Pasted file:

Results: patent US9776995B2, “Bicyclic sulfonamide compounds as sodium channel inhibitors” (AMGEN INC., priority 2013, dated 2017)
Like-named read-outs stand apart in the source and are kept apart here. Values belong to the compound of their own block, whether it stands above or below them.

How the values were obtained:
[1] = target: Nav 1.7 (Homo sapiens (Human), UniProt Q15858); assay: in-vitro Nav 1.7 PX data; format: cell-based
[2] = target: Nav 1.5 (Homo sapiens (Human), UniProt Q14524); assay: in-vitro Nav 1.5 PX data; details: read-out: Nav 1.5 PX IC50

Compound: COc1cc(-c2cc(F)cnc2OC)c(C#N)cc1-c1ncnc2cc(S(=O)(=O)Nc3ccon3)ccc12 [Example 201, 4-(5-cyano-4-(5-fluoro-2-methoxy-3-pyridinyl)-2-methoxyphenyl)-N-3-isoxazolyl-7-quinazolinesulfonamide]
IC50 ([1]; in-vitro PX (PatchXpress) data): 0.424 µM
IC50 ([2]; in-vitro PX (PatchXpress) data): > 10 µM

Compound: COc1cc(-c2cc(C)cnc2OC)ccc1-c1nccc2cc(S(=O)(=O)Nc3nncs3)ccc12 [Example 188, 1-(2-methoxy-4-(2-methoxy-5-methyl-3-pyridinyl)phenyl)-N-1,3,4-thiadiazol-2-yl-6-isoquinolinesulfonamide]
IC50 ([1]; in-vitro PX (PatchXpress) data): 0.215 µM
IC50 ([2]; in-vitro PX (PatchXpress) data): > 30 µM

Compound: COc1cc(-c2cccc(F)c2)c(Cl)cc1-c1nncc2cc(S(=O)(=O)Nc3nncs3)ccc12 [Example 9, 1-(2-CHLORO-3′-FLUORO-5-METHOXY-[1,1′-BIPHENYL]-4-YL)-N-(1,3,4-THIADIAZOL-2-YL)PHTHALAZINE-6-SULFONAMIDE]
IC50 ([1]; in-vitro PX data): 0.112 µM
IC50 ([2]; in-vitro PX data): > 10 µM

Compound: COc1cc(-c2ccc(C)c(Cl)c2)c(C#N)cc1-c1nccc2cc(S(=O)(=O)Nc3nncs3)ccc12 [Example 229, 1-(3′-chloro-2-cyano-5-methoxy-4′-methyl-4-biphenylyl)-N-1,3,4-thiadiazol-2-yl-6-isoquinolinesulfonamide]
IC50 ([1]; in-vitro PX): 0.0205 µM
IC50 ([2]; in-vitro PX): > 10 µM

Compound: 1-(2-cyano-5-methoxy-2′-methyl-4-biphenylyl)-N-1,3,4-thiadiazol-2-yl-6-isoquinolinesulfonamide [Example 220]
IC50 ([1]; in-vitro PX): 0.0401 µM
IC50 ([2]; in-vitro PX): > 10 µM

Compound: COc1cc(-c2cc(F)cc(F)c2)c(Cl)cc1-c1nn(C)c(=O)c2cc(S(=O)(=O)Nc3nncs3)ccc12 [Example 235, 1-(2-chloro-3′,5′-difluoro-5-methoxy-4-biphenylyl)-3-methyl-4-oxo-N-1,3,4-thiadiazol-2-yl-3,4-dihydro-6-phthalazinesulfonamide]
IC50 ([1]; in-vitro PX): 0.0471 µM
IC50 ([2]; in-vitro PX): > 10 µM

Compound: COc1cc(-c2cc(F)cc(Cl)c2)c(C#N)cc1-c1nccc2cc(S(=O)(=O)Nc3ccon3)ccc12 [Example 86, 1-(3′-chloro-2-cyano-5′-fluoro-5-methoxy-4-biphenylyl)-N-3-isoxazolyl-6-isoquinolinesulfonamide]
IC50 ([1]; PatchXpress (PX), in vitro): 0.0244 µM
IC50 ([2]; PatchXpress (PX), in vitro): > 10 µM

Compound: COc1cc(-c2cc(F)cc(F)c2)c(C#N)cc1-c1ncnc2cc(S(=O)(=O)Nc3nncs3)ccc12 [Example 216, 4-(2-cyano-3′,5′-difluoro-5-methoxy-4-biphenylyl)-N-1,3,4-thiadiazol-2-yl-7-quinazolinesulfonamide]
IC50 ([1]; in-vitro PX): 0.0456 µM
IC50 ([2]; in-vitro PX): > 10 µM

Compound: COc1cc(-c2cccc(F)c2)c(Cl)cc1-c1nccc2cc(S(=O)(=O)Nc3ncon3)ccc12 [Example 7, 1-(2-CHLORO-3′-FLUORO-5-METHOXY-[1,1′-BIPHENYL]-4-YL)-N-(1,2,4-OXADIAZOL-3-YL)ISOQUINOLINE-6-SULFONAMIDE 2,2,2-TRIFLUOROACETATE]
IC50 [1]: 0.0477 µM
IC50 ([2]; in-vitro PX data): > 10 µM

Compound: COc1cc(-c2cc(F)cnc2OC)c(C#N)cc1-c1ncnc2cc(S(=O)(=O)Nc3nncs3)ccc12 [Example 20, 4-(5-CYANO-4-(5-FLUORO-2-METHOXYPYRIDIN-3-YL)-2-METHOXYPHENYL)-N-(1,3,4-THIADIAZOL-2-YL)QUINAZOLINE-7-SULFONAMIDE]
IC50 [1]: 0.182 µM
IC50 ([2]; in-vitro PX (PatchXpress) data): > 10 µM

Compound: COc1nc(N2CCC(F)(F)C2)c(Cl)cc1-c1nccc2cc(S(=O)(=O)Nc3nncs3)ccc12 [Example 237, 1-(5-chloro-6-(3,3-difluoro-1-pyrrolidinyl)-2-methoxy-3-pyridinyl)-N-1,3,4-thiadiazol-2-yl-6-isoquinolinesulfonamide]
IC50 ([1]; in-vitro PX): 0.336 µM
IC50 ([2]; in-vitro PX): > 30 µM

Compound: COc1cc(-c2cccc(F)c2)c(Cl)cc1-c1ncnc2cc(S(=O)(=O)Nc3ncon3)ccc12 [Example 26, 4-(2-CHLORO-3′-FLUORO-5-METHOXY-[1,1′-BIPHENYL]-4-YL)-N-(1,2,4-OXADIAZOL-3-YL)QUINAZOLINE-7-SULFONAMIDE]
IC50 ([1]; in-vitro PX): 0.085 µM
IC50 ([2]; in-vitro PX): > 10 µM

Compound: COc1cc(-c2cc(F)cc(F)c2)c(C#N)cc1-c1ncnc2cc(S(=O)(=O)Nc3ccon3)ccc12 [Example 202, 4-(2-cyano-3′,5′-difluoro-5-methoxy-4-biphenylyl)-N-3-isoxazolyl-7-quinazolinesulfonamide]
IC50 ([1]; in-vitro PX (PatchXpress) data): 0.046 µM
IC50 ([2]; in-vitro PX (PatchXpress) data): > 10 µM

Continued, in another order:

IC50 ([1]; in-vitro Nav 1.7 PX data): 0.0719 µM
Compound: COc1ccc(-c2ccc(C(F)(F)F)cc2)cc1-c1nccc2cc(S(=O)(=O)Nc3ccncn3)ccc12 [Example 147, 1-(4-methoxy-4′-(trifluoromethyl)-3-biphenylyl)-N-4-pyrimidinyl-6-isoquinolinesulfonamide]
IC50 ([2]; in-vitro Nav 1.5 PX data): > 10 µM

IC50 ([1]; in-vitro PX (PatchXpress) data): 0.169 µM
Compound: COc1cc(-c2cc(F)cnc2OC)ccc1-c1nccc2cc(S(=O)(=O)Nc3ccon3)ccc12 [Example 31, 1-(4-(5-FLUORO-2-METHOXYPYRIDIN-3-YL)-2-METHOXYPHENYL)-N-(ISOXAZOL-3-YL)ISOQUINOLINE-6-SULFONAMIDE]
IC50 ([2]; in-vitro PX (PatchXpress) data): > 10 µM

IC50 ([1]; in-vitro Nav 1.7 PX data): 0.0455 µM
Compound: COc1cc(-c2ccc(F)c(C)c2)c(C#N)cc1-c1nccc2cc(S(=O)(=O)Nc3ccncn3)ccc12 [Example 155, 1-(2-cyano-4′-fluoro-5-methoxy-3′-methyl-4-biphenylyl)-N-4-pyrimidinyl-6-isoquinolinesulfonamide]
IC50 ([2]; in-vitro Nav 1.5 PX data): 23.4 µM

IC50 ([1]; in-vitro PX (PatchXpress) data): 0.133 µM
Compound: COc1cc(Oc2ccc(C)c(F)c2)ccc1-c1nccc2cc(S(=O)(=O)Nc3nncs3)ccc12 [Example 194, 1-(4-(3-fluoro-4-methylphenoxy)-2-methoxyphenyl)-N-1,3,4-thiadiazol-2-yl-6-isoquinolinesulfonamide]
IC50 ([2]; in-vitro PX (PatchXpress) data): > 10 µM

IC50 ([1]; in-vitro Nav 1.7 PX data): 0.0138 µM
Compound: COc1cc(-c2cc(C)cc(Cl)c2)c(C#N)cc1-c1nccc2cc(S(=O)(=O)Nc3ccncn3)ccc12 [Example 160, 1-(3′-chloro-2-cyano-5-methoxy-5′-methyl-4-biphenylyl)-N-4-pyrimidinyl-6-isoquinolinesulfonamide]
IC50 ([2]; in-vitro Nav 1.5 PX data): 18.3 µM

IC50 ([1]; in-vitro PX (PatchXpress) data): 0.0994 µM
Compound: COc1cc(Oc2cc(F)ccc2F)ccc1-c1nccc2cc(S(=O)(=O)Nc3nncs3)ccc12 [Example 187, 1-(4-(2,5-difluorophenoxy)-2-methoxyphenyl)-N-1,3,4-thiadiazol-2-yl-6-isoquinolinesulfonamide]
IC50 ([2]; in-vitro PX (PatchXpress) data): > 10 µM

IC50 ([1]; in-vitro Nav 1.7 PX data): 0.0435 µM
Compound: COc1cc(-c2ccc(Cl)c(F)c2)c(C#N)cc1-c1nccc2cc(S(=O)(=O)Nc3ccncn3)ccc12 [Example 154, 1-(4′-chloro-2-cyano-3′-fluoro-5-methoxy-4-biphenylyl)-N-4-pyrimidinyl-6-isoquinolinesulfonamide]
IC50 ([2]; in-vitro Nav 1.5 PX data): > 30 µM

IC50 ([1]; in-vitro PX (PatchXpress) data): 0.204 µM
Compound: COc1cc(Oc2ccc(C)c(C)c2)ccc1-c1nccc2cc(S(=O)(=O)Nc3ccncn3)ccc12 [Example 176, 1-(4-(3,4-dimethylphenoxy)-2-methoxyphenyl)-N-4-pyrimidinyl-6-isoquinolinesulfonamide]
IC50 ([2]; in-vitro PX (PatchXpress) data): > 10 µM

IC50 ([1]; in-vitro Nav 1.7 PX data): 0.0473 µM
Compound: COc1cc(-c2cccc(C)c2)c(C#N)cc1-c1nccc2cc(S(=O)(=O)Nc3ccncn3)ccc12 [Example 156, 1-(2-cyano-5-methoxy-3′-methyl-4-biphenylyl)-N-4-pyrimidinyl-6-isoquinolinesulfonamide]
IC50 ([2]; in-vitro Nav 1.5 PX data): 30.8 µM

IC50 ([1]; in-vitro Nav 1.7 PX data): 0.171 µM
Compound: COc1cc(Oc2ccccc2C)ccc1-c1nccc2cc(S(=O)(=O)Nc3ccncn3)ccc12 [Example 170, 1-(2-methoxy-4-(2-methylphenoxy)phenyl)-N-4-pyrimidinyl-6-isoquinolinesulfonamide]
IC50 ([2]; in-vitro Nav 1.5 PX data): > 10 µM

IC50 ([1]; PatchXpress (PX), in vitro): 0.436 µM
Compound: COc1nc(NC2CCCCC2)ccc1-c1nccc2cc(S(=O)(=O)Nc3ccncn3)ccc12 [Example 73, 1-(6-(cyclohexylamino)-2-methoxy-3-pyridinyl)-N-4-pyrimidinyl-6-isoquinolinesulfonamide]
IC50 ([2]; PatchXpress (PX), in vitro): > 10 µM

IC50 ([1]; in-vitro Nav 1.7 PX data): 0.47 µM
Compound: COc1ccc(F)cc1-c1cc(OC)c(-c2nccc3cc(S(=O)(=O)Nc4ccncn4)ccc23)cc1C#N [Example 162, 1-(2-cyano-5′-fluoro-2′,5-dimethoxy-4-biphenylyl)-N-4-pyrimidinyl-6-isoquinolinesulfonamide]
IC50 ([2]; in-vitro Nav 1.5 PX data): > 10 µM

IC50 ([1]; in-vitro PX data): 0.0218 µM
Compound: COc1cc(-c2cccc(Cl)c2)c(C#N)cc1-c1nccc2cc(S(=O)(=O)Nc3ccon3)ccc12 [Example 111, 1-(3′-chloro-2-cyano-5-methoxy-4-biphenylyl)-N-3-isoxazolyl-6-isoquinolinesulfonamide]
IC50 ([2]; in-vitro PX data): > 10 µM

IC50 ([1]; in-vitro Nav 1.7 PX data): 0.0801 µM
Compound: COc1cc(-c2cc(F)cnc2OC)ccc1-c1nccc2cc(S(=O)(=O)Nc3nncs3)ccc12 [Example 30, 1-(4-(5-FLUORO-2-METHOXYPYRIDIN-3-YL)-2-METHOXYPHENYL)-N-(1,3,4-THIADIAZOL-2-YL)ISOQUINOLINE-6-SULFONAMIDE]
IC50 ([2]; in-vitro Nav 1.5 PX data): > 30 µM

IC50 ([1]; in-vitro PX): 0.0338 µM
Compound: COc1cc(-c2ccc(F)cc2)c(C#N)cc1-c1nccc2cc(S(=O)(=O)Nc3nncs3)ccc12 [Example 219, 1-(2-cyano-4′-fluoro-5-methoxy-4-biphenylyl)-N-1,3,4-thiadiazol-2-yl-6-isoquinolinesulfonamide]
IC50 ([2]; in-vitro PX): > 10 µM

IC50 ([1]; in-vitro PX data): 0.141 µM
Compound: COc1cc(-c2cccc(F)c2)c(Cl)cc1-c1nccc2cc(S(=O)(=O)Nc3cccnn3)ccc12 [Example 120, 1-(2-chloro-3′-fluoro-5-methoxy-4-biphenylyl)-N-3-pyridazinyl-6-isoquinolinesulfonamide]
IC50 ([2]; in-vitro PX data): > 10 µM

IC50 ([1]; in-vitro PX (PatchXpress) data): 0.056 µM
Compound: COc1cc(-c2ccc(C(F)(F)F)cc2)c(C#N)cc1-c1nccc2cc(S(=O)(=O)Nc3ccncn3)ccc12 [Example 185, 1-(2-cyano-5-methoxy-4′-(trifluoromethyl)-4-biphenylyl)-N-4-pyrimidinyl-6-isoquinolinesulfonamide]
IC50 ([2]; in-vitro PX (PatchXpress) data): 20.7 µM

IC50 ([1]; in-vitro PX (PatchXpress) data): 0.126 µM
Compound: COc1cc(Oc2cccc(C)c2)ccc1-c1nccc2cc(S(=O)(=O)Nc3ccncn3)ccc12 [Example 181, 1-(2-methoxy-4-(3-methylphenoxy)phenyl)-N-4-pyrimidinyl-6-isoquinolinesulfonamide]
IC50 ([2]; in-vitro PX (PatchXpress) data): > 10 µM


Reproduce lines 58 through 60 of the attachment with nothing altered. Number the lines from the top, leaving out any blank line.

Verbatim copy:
IC50 ([1]; in-vitro Nav 1.7 PX data): 0.0138 µM
Compound: COc1cc(-c2cc(C)cc(Cl)c2)c(C#N)cc1-c1nccc2cc(S(=O)(=O)Nc3ccncn3)ccc12 [Example 160, 1-(3′-chloro-2-cyano-5-methoxy-5′-methyl-4-biphenylyl)-N-4-pyrimidinyl-6-isoquinolinesulfonamide]
IC50 ([2]; in-vitro Nav 1.5 PX data): 18.3 µM